New possibilities for monitoring batteries’ health

Batteries are now essential in today's world, and the scientists are constantly looking for better batteries. One of the main challenges of today’s batteries is to make them "greener". Toward this target, in the last few years, various research have been highlighted to make accurate estimates of the states of charge and health of batteries. In this context, fiber optic sensors have emerged in the battery’s world due to their various advantages. Their technical capabilities make them promising candidates for the study of electrolyte’s degradation. Among these optical fibers, fiber Bragg grating (FBG) sensors have already been able to monitor temperature and pressure under real-life conditions when placed in a battery. However, in such a configuration, the light is confined within the core of the fiber and does not allow for many resonances, preventing an interaction with its surroundings.

In a recent paper, Huang et al., an international team from the CSE (Solid State Chemistry and Energy) lab have overcome this challenge and developed an operando technique to monitor the state of electrolyte in real working conditions. By tilting the grating plane of FBGs, the authors obtained another sensor, the TFBG for tilted fiber Bragg grating. Unlike FBG, TFBGs are sensitive to the surrounding refractive index (RI), allowing them to have real applications in (bio-)chemical detection and in the field of electrochemistry, such as supercapacitors.

On the figure: full (a) and enlarged (b, dashed rectangle in a) TFBG spectra selected in an electrolyte. The changes in the amplitude of the leakage modes as well as the wavelength shifts of the guided sheath modes are clearly visible, implying the variation of the IR of the electrolyte during the charging process.

As a proof of concept, the study was performed on the Na3V2(PO4)2F3/hard carbon (NVPF/HC) sodium-ion 18650 cells containing various electrolyte combinations. To calibrate the sensitivity of the TFBG as a function of its refractive index, the sensor was immersed in sucrose solutions with different concentrations (from 0 to 50 wt%), which give different refractive indices. The authors demonstrated how a single TFBG is capable of monitoring temperature and refractive index simultaneously inside the battery, providing the feasibility to distinguish the electrolyte decomposition pathways. In addition, this study, for the first time, accessed the turbidity of the electrolytes, which could be used for tracking electrolyte deterioration. Last but not least , the collected refractive index and turbidity signals showed linear correlations to cells’ capacity loss.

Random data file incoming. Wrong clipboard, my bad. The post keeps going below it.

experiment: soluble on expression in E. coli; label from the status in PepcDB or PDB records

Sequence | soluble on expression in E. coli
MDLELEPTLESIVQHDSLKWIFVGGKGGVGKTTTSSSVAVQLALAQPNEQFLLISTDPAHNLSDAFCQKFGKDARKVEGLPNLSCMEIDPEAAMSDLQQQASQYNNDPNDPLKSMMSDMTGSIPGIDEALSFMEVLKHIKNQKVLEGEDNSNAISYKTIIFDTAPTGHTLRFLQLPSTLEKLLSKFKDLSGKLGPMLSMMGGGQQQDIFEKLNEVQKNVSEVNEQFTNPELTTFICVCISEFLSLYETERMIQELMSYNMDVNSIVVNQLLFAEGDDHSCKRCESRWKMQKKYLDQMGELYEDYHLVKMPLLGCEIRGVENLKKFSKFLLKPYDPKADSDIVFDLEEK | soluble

These results for TFBGs highlight a more simplified, explicit, and reproducible method for measuring refractive index than their predecessors. Furthermore, by evaluating electrolyte turbidity as well as identifying (electro)chemical reaction pathways during SEI formation, TFBGs are in line with the latest developments in battery technology. Lastly, by generalizing the methodology to a few electrolyte formulations, the authors provide new data to artificial intelligence to better understand and predict the aging of cells.

The study and its conclusions can be found in detail here.  


About the author :

Dr. Jiaqiang Huang is a post-doc in the CSE laboratory (Collège de France, Paris), dedicated to battery sensors and the unraveling of thermal and chemical events inside batteries. After an academic background (Bachelor and PHD) in Mechanical Engineering at Shanghai Jiao Tong University and the Hong Kong University of Science and Technology, respectively, Jiaqiang had a first post-doc experience on microparticle anodes for Na- and K-ion batteries at Hong Kong Polytechnic University, after which he joined Collège de France in 2018. As part of the RS2E, Jiaqiang has published three first-author papers in Nature Energy, Journal of Electrochemical Society, and Energy & Environmental Science, and is still working on two more papers to be released soon. He is also the author of four patents set up within the RS2E. With his post-doc ending next week, Jiaqiang already has new plans; indeed, he has setting up his own group ( at the Hong Kong University of Science and Technology (Guangzhou) as an assistant professor from January 2022. He will continue the research on battery sensors by converging electrochemistry, optics, and data science to improve batteries in terms of safety, reliability, predictability and performance.

From this experience at RS2E, Jiaqiang Huang will remember: “I am very proud of being a member of the RS2E and it is always nice and inspiring to discuss science with the people from RS2E”.